Orjaku Harbour

Source: Ivo Panasjuk, Visit Hiiumaa

Hiiumaa Island

As part of a UNESCO Biosphere Reserve, Hiiumaa has no light or noise pollution. It is completely dark unless the moon and stars are shining, and completely silent unless the storm winds are howling.

Estonia's second largest island is a little over 1000 square kilometres and home to less than ten thousand people. This little green island is known for its seclusion, serenity, and silence. Hiiumaa is a huge spa for the soul — breathe fresh air while walking in the forest, let your thoughts wander while you steam in the sauna, or focus on work in a stunning setting for a remote home office.

What to see

As befitting an island, almost all activities are related to the sea: fishing, boating, seal watching, surfing, and relaxing on the beach, particularly long sandy ones like Tõrvanina, Luidja and Ristna. Ristna also happens to have the largest surfing waves in the Baltic Sea. Visitors from all over Europe trek there to go there for windsurfing, kitesurfing, and wing foiling. Hiiumaa is also a popular sailing destination — you'll find a spot to dock in Kärdla's modern harbor or at other marinas on the island, including the new Kalana Harbour

Nature lovers must not miss the picturesque Kassari Peninsula where Sääretirp, one of Estonia's most romantic places, is located. Long distance hikers can take the 234-kilometre-long trail that starts in from Heltermaa Harbour. Scenic landscapes await serious hikers and casual walkers alike. Around the island there are also several small tourist farms, holiday homes, and hotels, so there's no need to fly to Santiago for a pilgrimage!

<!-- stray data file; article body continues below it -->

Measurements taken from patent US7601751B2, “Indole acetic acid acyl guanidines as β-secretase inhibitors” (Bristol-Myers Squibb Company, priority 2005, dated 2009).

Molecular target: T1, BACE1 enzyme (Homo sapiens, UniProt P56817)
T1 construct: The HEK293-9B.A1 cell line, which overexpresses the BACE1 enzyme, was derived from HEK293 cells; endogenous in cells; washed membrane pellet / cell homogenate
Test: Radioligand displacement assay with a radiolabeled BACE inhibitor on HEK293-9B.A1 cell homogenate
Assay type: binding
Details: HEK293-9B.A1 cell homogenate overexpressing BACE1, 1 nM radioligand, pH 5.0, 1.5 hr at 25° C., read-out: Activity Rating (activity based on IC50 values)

History lovers will want to stop by Hiiumaa's three lighthouses: Ristna and Tahkuna lighthouses were designed and manufactured in France while Kõpu Lighthouse dates back to the 16th century, making it one of the oldest lighthouses in the world.

What to do

Hiiumaa residents are proud of their local cuisine. Fish and lamb are island staples, as well as delicious homemade juices, sparkling drinks, Hiiu bread, and more. Sit down to eat and enjoy a meal at Ungru, one of the island's most popular restaurants, or buy food from local grocery store and make a picnic.

Hiiumaa may be small, but it's definitely not sleepy — there is always something interesting going on. The Hiiumaa home cafe days and the Christmas mulled wine festival are two popular events among locals. Look out for farmers' markets, sports events, or concerts on the calendar all year round. Families with kids will love the Windtower Experience Centre — part museum, part conference center, and part community hub, it is 100% interactive and a top attraction in all seasons.

Hiiumaa is on Green Destination's list of the world's 100 most sustainable destinations in 2020The list highlights examples of successful sustainable tourism as well as destinations focused on providing a sustainable visitor experience.

Getting there and away

Weather permitting, you can take Europe's longest ice road between Hiiumaa and the village of Rohuküla on the mainland. Otherwise, take the ferry from the port of Rohuküla or hop on a domestic flight from Tallinn. 

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